Early Saturday vote counting in Tehran has revealed that Hasan Rowhani has become the newly elected president of the Islamic Republic of Iran. As a moderate, Rowhani's election could make for dramatic changes in Iran's foreign policy as well as the rest of the world's mentality towards the country. Increasing international sanctions have placed significant strain upon Iran and the citizenry is in desperate want of substantial change.
The rest of the world, and especially Washington, has long been wary of fears that Iran has been developing a nuclear weapon. While the United Nations has been led to believe the opposite on the matter, the rest of the world is not convinced, leading to many break-offs of diplomatic ties with Tehran. The negative effects of Ahmadinejad's eight-year presidency is something that Rowhani is desperately seeking to move away from. Rowhani has made it clear that he hopes to strengthen diplomatic ties with the world once again. He said, "They brought sanctions for the country. Yet, they are proud of it. I'll pursue a policy of reconciliation and peace. We will also reconcile with the world."
Due to the structure of Iran's government, the ruling clerics under the direction of Ayatollah Ali Khamenei are charged with national security decisions. Therefore, Rowhani will not have direct influence over Iran's nuclear ambitions. Despite his limitations, Rowhani is seeking to ease rising concern over Iran's nuclear program, claiming that the nuclear program's primary pursuit is power for the country as well as medical benefits. In so doing this Rowhani hopes to ease and lift the current international sanctions that have devastated Iran economically.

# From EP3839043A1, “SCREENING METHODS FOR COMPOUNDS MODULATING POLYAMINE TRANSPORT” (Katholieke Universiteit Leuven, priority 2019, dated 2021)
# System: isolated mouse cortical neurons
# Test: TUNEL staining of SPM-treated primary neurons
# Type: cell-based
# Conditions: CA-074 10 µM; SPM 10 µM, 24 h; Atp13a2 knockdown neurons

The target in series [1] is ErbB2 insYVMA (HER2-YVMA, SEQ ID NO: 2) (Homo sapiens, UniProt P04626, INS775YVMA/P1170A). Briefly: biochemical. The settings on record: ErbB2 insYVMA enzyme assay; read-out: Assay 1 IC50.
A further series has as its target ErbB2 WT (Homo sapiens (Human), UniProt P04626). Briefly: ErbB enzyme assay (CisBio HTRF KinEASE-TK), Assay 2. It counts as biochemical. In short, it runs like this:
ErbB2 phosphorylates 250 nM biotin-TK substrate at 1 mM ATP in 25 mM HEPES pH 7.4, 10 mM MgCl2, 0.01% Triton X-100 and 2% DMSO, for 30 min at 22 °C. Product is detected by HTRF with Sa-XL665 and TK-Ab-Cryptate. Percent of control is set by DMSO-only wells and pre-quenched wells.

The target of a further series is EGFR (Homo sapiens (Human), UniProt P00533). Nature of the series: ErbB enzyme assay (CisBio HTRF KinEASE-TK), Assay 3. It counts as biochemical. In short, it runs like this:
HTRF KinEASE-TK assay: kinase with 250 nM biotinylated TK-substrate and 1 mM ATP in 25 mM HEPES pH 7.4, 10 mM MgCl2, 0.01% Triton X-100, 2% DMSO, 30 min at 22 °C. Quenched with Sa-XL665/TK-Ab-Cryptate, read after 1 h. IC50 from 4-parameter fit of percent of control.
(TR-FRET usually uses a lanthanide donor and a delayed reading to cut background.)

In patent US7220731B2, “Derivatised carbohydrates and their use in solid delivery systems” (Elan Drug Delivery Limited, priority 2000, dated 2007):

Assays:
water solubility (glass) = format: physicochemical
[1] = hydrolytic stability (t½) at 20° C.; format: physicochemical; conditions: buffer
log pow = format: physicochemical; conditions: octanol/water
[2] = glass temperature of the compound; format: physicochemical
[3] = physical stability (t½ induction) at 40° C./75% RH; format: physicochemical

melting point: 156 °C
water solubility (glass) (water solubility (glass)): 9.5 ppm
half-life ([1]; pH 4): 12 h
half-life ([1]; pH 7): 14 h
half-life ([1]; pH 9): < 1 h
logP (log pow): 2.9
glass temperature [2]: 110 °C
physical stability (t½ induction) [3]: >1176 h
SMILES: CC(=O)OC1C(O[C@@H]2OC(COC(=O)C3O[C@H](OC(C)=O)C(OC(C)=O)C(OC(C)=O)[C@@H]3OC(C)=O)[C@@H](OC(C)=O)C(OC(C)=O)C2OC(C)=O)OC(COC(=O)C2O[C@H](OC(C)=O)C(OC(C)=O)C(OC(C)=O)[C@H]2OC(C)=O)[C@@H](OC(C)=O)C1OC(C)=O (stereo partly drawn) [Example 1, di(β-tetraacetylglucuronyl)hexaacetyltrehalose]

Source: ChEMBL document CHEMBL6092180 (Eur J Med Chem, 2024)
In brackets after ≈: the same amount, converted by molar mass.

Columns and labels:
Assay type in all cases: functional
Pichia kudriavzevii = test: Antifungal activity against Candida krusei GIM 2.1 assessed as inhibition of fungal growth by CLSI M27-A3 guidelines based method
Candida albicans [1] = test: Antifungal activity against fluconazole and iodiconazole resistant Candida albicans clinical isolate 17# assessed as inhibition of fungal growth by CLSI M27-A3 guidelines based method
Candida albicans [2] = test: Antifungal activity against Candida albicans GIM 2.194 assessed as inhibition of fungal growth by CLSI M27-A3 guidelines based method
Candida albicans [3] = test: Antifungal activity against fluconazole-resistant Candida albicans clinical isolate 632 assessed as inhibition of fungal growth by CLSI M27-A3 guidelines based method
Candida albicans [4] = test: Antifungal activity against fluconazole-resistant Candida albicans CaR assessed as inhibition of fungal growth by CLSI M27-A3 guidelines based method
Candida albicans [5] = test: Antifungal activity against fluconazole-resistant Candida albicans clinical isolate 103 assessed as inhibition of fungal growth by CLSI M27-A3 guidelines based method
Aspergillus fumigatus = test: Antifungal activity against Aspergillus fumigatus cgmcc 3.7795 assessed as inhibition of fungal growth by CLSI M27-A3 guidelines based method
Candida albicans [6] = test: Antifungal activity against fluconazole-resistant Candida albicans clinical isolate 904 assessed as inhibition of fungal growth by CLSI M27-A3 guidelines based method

"We won't let the last eight years be continued," Rowhani stated to a crowd of supporters while on the campaign trail. Prior to his election, Rowhani was chief nuclear negotiator for Iran and was responsible for diplomatic talks with Britain, France, and Germany from 2003 to 2005. The talks were successful and led to Iran suspending all nuclear fuel-enrichment activities.
The rhetoric coming from Rowhani appears to be both positive and promising. While Rowhani refuses to bring an end to Iran's nuclear program he is vehement in wanting to show the world that the program is for peaceful ends. It will be curious to see if Iranian rhetoric towards Israel changes during Rowhani's presidency. Yet the quote from British former Foreign Secretary Jack Straw shows that Iran is finally starting to step in the right direction: "What this huge vote of confidence in Doctor Rowhani appears to show is a hunger by the Iranian people to break away from the arid and self-defeating approach of the past and for more constructive relations with the West."